Welcome to Nature Nerd Wednesdays, your mid-week nature break to reconnect with the calming, refreshing, and inspiring effects of nature. Take a deep breath and enjoy...
In all things of nature there is something of the marvelous.
~ Aristotle
Lainey Piland photo

It's true that even in scenes which appear unremarkable at first glance, we can find things of interest, beauty, and intrigue, if we look long enough. I took the photo above during my trillium hunt at the Redmond Watershed Preserve back in March. For some reason, this scene - typical of any lowland Pacific Northwest forest - caught my eye and drew me in. 

There was something about the way the pale sunlight filtered through the canopy overhead and illuminated the cedar branches covered in vibrant green moss; something about the way those branches curl and swoop and frame the swampy, skunk-cabbage filled forest floor below. Moss, mud, skunk cabbage, swamp... none of those things sound appealing or beautiful, but in that particular place, at that particular moment, they reflected a luminous tranquility surpassing the mundane and unremarkable - creating a scene one might call... marvelous.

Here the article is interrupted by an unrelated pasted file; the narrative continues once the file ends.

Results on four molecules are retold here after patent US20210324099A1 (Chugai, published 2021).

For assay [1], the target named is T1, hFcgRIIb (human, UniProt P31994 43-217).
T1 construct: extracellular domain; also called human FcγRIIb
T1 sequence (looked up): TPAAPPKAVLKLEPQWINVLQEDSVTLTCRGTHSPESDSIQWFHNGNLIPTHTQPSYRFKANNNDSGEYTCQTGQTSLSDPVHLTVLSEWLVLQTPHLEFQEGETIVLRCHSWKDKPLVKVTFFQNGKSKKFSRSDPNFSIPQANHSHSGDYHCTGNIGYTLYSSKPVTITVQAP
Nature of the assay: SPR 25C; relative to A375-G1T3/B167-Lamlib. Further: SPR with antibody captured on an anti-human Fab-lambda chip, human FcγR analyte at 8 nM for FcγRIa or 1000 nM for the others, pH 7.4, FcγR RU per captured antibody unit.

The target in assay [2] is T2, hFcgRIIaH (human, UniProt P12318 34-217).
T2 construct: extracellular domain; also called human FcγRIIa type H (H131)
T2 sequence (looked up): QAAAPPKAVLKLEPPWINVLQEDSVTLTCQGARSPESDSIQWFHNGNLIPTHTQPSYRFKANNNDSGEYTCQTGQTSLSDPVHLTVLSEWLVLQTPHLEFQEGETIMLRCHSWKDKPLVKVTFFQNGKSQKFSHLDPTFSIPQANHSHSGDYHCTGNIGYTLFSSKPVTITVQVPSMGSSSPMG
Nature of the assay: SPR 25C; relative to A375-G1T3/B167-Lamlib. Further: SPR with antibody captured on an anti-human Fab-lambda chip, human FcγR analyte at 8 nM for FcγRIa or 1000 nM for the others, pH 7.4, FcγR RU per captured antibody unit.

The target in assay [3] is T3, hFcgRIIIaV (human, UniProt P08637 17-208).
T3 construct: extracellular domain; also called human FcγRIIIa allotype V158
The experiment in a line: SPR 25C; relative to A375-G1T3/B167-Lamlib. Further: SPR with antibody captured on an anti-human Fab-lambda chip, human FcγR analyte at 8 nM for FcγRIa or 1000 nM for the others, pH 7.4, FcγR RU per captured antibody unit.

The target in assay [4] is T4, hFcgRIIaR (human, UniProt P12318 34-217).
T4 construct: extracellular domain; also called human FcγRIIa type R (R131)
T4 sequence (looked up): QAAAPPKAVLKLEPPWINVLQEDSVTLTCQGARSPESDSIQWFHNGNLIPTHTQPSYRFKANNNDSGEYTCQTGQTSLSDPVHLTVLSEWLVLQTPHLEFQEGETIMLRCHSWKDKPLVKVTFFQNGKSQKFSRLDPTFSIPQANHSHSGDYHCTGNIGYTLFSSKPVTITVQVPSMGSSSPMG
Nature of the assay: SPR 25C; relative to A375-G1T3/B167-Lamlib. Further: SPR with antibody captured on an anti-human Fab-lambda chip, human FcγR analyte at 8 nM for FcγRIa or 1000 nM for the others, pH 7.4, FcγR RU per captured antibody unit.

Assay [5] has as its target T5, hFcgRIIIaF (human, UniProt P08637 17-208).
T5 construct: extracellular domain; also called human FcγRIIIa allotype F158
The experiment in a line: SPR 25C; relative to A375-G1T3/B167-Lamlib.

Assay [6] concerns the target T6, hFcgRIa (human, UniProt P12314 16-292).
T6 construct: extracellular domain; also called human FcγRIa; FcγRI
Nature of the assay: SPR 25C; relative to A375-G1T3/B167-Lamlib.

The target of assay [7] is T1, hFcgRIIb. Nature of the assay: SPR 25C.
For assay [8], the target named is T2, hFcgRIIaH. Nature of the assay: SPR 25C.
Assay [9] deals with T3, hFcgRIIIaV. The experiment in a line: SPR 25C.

Marvelous scenes abound in nature. Take time to look around and soak in the sights next time you're hiking, walking, biking, gardening, or spending time in the outdoors.

Monday, May 18, 2015

In the News: Front lines of climate fight move to Seattle as city declares "Shell No!"

Space Needle at night. Lainey Piland photo

When Shell's Polar Pioneer oil drilling rig chugged into Puget Sound amidst much controversy last Thursday afternoon, it brought the ever-shifting front lines of the climate fight right here to Seattle.  And can I just say... I am so proud of the way that our city has responded to the arrival of this behemoth: stating loud and clear that the Emerald City has no interest in being the home base for Shell's arctic drilling fleet and participating in the destruction of the climate, the environment, and the lives of indigenous peoples in the Arctic.